Penn Medicine will celebrate National Coming Out Day with a series of panel discussions led by out hospital staff to address ways to support LGBTQ-identified medical professionals.
The events will take place at three of the University of Pennsylvania’s hospital locations throughout the city. Employees are encouraged to “hear a panel of peers discuss their experiences being out as LGBTQ people and the importance of an inclusive, diverse and supportive work community.”
Penn Medicine established the LGBT-health program in 2013 to provide the community with specialized primary care. Since then, Penn has incorporated preferred sexual-orientation and gender-identity data into medical charts used throughout its entire healthcare system. This month, healthcare professionals will provide education to increase competency around language and assist with raising awareness around LGBTQ patients and their needs.
Rosemary Thomas, associate director of Penn Medicine’s program for LGBT health, said LGBTQ competency is vital when assisting patients. Penn is making more of an effort to support LGBTQ employees, she added.
“In the last year, we started to shift some of our work on how we can support employees. We’ll continue to do all the work that we do to increase access to care, quality of care and patient satisfaction, but I think this is a component that’s also really important,” said Thomas. “Allies and people who don’t identify as allies can come in and learn from their colleagues from their experiences about what they can do to continue to improve and create a supportive and inclusive environment.”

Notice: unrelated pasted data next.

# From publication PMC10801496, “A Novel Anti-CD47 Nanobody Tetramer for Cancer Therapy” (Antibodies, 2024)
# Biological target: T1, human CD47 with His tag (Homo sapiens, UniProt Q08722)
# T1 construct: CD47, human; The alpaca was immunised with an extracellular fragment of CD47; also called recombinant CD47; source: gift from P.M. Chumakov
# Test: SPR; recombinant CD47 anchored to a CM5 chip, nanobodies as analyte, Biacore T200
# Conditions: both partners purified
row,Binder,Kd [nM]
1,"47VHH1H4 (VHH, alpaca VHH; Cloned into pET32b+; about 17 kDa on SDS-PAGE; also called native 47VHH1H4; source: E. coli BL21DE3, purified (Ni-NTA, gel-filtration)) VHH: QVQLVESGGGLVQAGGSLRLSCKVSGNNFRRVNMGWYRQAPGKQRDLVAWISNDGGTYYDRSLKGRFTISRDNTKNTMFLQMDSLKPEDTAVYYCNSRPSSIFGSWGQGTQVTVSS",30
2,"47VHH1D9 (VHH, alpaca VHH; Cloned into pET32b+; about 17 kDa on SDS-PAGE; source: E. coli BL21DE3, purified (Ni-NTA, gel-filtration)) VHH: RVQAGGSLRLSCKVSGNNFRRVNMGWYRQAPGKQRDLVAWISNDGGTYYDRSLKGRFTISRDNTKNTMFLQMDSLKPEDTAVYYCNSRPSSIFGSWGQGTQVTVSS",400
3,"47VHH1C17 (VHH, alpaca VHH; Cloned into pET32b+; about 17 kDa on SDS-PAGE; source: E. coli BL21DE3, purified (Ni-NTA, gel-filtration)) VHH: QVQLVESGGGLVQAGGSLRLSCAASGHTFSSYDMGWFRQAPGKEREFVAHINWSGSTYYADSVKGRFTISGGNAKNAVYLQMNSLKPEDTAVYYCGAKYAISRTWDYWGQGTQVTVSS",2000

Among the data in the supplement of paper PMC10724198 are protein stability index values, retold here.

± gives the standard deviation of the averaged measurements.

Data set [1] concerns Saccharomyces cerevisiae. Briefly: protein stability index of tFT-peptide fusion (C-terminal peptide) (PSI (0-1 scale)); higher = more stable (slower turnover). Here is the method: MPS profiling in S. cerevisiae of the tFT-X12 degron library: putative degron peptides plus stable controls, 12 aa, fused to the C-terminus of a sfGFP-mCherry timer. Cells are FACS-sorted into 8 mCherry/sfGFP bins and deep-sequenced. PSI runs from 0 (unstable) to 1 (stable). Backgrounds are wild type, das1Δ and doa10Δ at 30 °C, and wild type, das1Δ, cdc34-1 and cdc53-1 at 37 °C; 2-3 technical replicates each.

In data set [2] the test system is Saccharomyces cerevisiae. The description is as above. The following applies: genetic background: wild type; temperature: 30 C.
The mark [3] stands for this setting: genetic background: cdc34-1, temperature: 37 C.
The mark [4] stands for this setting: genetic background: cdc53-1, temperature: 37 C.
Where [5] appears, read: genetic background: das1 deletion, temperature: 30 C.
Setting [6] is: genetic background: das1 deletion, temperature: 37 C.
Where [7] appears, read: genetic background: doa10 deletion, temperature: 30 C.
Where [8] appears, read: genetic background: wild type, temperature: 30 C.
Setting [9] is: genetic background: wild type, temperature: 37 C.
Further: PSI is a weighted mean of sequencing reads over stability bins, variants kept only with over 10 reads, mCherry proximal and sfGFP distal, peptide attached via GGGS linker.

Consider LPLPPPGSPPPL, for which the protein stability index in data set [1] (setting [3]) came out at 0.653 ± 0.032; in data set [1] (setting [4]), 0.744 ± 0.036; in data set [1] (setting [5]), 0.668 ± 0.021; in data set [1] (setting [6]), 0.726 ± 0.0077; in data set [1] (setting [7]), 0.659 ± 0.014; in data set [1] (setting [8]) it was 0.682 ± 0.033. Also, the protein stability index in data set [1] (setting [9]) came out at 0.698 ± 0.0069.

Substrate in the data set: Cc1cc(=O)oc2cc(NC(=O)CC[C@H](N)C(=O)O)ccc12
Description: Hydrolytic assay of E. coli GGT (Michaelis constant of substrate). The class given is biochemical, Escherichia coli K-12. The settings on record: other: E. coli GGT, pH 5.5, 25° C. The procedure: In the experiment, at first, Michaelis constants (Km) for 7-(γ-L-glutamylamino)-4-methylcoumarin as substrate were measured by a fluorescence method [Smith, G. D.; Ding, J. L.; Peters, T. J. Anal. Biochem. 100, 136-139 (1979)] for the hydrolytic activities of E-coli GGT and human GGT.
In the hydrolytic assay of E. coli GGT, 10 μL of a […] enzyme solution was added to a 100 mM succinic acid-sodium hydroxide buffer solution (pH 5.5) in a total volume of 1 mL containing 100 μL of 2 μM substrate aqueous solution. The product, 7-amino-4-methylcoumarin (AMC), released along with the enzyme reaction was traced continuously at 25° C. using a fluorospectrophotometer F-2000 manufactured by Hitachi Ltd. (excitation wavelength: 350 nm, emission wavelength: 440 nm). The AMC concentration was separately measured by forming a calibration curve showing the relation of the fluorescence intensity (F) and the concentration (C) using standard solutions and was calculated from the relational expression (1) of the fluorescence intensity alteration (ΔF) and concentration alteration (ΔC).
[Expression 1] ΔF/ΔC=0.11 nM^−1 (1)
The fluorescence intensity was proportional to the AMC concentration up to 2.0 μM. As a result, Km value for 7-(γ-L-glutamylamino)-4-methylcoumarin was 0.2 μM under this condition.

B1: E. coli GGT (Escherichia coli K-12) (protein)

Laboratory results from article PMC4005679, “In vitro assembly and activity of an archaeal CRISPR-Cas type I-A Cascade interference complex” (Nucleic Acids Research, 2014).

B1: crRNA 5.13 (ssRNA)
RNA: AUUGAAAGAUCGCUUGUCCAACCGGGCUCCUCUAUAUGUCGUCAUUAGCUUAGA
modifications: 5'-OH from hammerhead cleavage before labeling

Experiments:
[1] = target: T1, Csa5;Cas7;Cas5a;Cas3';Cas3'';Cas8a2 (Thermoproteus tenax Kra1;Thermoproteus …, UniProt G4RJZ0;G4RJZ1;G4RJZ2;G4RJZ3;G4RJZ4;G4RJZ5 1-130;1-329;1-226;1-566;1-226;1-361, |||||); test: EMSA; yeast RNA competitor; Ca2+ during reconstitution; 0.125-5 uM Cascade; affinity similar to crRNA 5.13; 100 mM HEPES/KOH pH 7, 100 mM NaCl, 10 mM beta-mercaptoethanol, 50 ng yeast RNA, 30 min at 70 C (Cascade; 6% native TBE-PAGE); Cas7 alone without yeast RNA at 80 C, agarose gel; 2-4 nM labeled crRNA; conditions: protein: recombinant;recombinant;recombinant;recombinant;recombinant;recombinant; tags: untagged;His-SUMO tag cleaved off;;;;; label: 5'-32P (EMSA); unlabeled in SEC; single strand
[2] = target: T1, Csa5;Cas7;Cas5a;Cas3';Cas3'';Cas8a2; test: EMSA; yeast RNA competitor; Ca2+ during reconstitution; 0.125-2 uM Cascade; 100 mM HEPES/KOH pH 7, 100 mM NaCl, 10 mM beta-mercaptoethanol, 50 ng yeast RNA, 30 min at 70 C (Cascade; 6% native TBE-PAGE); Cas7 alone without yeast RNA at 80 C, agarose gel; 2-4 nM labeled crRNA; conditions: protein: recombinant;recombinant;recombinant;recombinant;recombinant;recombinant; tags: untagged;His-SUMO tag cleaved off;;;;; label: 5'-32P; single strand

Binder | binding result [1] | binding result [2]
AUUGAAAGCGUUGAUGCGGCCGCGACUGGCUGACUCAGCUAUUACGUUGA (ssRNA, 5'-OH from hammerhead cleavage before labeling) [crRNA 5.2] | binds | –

Kurt Palumbo, a physician’s assistant at the Hospital of the University of Pennsylvania, will be a featured panelist. Penn is an open place, especially for queer people, he said.
“At my old job, something like this would have never taken place. I’m able to be my most authentic self and it takes away any barriers that I might be feeling at work. I’m able to function at my best,” he said. “This will show other people that they can be open and out, that it’s OK to be queer and be out at your job. We want to promote that narrative, especially in this political climate.”
The Penn Pride group was also established in 2013 to increase LGBT visibility within the hospital. Penn Medicine’s transgender patient-advocate program, for example, assists trans-identifying patients with finding appropriate providers, scheduling appointments and ensuring trans competency in patient care.
Lauren Iannotte, clinical-research coordinator at the Perelman School of Medicine who identifies as nonbinary, said it’s important for hospital workers “to see that their colleagues are also LGBTQ.”
To know someone from the community automatically reduces the instances of discrimination, Iannotte said. “This can be the first step to show actionable ways people can support queer and trans people and what being an ally really looks like.”
The panel discussions will take place at the Hospital of the University of Pennsylvania Oct. 10, Penn Presbyterian Medical Center Oct. 18 and Pennsylvania Hospital Oct. 19.